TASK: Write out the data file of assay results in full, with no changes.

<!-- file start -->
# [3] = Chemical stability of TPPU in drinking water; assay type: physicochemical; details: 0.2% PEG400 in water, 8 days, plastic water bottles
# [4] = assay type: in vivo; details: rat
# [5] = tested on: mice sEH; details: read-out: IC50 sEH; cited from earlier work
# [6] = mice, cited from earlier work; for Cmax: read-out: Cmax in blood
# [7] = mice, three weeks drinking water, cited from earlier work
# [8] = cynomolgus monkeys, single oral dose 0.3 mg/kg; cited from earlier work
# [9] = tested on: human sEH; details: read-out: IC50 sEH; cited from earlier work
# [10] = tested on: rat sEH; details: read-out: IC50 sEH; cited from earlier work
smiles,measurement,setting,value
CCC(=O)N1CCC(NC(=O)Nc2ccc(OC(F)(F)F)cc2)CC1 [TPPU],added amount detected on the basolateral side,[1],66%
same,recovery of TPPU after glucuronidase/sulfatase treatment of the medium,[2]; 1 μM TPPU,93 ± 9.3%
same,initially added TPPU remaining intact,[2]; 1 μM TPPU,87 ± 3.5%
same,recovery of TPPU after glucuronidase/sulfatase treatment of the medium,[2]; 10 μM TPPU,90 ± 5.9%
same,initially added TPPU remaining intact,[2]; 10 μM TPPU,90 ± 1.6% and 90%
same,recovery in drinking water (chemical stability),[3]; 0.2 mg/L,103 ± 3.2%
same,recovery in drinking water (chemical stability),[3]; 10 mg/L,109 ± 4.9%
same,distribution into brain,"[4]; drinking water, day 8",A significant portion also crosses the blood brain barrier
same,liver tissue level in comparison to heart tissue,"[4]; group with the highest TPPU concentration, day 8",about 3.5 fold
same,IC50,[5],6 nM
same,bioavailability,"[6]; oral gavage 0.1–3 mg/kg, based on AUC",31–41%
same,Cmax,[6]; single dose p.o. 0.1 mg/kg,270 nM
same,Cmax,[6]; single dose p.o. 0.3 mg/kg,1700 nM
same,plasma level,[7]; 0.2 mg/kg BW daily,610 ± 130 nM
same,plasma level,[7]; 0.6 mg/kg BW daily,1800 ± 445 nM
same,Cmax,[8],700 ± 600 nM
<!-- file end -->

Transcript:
# [3] = Chemical stability of TPPU in drinking water; assay type: physicochemical; details: 0.2% PEG400 in water, 8 days, plastic water bottles
# [4] = assay type: in vivo; details: rat
# [5] = tested on: mice sEH; details: read-out: IC50 sEH; cited from earlier work
# [6] = mice, cited from earlier work; for Cmax: read-out: Cmax in blood
# [7] = mice, three weeks drinking water, cited from earlier work
# [8] = cynomolgus monkeys, single oral dose 0.3 mg/kg; cited from earlier work
# [9] = tested on: human sEH; details: read-out: IC50 sEH; cited from earlier work
# [10] = tested on: rat sEH; details: read-out: IC50 sEH; cited from earlier work
smiles,measurement,setting,value
CCC(=O)N1CCC(NC(=O)Nc2ccc(OC(F)(F)F)cc2)CC1 [TPPU],added amount detected on the basolateral side,[1],66%
same,recovery of TPPU after glucuronidase/sulfatase treatment of the medium,[2]; 1 μM TPPU,93 ± 9.3%
same,initially added TPPU remaining intact,[2]; 1 μM TPPU,87 ± 3.5%
same,recovery of TPPU after glucuronidase/sulfatase treatment of the medium,[2]; 10 μM TPPU,90 ± 5.9%
same,initially added TPPU remaining intact,[2]; 10 μM TPPU,90 ± 1.6% and 90%
same,recovery in drinking water (chemical stability),[3]; 0.2 mg/L,103 ± 3.2%
same,recovery in drinking water (chemical stability),[3]; 10 mg/L,109 ± 4.9%
same,distribution into brain,"[4]; drinking water, day 8",A significant portion also crosses the blood brain barrier
same,liver tissue level in comparison to heart tissue,"[4]; group with the highest TPPU concentration, day 8",about 3.5 fold
same,IC50,[5],6 nM
same,bioavailability,"[6]; oral gavage 0.1–3 mg/kg, based on AUC",31–41%
same,Cmax,[6]; single dose p.o. 0.1 mg/kg,270 nM
same,Cmax,[6]; single dose p.o. 0.3 mg/kg,1700 nM
same,plasma level,[7]; 0.2 mg/kg BW daily,610 ± 130 nM
same,plasma level,[7]; 0.6 mg/kg BW daily,1800 ± 445 nM
same,Cmax,[8],700 ± 600 nM